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(Updates with Merkel comment in fourth paragraph. See EXT4 for more on the European debt crisis.)
Feb. 13 (Bloomberg) -- Germany and the European Commission welcomed Greek approval of the austerity steps demanded for a financial lifeline, suggesting euro finance chiefs will pull Greece back from the brink when they meet in two days.
The Greek parliament’s backing “is a crucial step forward toward the adoption of the second program,” EU Economic and Monetary Affairs Commissioner Olli Rehn told reporters in Brussels today. “I’m confident that the other conditions, including for instance the identification of the concrete measures of 325 million euros ($430 million), will be completed by the next meeting” of finance ministers.
Euro-area finance chiefs will convene in Brussels on Feb. 15 for their second extraordinary meeting on Greece in a week. Frustrated after two years of missed budget targets, ministers declined to ratify the 130 billion-euro package in a special session on Feb. 9, demanding that Greek officials put their verbal commitments into law.
“It’s important for now to complete this program -- and the passage in the Greek parliament yesterday was very important,” German Chancellor Angela Merkel said in Berlin. “The finance ministers will meet again on Wednesday to undertake the work on this, but there can’t and the won’t be any changes to the program.”
Global stocks and the euro rose after the Greek lawmakers passed the plan in the early hours of today as rioters battled police and set fire to buildings in downtown Athens. By siding with Greek Prime Minister Lucas Papademos to back the austerity measures, legislators probably did enough to win the second bailout on Feb. 15, said Christian Schulz, senior economist at Berenberg Bank in London.
“Whether or not the vote will reduce Greek uncertainties for long is a very open question,” Schulz said.
Pending approval of the bailout by euro finance chiefs this week, attention will shift to national capitals. Merkel plans to ask German lawmakers to vote on it Feb. 27. Other euro governments including the Netherlands and Finland have yet to schedule a date for parliamentary votes.
“There still is a risk that the whole process derails, but I think we’ll get the package together by the summit” of European leaders on March 1, Carsten Brzeski, senior economist at ING Group in Brussels, said by phone.
Still, German Finance Minister Wolfgang Schaeuble told German lawmakers on Feb. 10 that Greece was set to miss deficit goals. Schaeuble said that current plans would leave Greece’s debt as high as 136 percent of gross domestic product by 2020, according to two people in the meeting. That compares with the 120 percent foreseen in the second bailout, down from about 160 percent last year.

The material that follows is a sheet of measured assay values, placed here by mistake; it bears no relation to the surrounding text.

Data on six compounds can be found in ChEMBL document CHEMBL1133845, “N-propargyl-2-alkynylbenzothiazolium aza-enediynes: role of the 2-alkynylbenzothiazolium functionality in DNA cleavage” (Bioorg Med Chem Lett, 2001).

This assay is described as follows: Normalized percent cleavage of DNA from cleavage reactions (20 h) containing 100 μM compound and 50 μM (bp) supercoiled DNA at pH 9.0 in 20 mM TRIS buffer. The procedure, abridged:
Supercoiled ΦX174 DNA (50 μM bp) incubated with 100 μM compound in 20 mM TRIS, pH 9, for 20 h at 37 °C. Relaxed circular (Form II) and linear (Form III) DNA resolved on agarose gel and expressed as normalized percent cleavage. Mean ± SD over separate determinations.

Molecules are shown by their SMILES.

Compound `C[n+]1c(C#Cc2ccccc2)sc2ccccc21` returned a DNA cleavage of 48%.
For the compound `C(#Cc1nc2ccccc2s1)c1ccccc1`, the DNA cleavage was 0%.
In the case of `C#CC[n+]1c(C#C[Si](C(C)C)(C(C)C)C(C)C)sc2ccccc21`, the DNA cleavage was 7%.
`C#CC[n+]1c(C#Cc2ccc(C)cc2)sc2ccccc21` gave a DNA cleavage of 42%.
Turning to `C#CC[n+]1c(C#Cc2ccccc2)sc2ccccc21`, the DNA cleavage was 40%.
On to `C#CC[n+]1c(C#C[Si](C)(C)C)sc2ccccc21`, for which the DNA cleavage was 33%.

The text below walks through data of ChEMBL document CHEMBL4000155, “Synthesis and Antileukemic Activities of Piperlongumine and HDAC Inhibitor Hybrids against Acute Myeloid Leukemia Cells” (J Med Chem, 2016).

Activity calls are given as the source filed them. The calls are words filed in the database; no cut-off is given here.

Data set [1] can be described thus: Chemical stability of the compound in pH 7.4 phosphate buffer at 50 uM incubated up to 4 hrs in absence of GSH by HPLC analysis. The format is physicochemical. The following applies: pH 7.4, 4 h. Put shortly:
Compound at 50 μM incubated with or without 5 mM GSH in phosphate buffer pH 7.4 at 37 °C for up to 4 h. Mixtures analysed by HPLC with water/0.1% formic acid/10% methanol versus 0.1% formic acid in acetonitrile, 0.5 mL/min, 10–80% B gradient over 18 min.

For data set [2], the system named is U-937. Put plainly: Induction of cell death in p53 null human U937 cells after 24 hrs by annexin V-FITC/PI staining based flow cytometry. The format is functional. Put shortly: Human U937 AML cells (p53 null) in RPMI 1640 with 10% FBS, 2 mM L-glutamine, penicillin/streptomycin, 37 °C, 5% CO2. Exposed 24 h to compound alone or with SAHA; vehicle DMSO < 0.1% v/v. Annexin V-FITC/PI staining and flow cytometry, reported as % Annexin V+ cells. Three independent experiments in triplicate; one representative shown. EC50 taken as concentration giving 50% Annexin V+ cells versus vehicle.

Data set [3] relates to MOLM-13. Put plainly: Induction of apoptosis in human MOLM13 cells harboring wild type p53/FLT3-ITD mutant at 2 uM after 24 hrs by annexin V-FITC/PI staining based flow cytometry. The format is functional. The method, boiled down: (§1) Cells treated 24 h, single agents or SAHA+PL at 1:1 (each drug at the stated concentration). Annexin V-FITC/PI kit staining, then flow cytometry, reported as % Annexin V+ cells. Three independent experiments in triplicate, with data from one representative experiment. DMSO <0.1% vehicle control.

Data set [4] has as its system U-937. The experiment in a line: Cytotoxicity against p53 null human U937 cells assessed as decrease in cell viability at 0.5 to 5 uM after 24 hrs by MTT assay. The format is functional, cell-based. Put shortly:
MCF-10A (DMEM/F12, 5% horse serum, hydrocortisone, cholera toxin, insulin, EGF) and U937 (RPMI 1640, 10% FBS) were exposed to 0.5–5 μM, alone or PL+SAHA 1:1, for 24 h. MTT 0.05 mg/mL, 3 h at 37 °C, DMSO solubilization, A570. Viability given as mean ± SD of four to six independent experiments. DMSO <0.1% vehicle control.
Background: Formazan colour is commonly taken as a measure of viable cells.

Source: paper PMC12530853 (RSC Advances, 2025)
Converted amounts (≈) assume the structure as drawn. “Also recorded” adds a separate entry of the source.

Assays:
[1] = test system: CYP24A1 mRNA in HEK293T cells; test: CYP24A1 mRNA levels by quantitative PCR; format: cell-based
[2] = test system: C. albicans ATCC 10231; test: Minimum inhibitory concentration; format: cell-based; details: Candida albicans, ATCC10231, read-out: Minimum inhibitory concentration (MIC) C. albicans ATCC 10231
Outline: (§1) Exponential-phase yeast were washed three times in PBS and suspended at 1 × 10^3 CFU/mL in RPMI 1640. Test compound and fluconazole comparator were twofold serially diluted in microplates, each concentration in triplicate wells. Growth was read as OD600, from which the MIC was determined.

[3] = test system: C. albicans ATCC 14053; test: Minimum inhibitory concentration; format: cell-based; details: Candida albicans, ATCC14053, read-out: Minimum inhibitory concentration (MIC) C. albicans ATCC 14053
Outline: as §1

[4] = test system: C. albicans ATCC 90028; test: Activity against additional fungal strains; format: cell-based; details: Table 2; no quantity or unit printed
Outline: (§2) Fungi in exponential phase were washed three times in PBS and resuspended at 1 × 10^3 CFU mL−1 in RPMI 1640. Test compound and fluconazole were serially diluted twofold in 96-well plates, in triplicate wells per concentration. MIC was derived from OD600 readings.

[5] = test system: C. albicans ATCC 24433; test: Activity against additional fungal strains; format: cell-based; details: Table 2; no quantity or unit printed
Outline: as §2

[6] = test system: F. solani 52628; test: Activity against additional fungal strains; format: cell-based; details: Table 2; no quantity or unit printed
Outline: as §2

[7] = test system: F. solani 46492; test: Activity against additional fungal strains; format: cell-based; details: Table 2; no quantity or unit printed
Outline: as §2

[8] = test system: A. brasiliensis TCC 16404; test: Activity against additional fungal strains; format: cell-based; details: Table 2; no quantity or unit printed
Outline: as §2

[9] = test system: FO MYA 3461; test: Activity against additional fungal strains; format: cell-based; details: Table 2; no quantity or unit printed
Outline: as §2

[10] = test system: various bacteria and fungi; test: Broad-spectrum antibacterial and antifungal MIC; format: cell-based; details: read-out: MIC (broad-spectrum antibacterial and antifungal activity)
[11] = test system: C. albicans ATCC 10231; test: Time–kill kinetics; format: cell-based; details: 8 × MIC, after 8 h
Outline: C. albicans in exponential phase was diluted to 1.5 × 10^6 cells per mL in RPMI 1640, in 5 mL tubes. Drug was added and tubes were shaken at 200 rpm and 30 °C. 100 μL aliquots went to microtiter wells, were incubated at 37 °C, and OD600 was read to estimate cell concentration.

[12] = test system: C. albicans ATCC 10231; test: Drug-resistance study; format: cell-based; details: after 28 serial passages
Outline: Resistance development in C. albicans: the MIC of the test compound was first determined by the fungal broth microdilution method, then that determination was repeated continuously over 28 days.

Greek political leaders must provide written assurances of their support for measures and policies in return for new financing for the country, government spokesman Pantelis Kapsis told reporters in Athens.
More than two years after the debt crisis emerged in Greece, European leaders face international pressure to do more to tackle the source of contagion that threatens to drag down the global economy. Group of 20 nations have signaled they won’t reach a consensus on crisis aid for Europe via the International Monetary Fund at a Feb. 24-26 meeting of G-20 finance chiefs until Europe increases the size of its firewall.
“A disorderly default of Greece would be a much worse outcome with devastating consequences for the Greek society, especially the weaker members of the Greek society,” Rehn said. “It would of course also have very negative ramifications through the contagion effect and chain-reactions through the whole European economy.”
In Athens yesterday, Prime Minister Papademos appealed to Greeks to support new measures before the final debate began. The steps include a 22 percent reduction in the minimum wage, smaller pensions and immediate job cuts for as many as 15,000 state workers.
Part of the rescue includes a bond swap intended to slice Greece’s debt load. The swap for new 30-year bonds with an average coupon of as low as 3.6 percent would cut 100 billion euros off more than 200 billion euros of privately held debt. Finance Minister Evangelos Venizelos said the country needs to make a formal offer to private bondholders for a debt swap by Feb. 17.
Greece “will be saved in one way or another,” Schaeuble told newspaper Welt am Sonntag yesterday, though the country must still “do its homework.”
--With assistance from Maria Petrakis, Marcus Bensasson, Tom Stoukas and Natalie Weeks in Athens, Jones Hayden in Brussels and Rainer Buergin in Berlin. Editors: James Hertling, Leon Mangasarian
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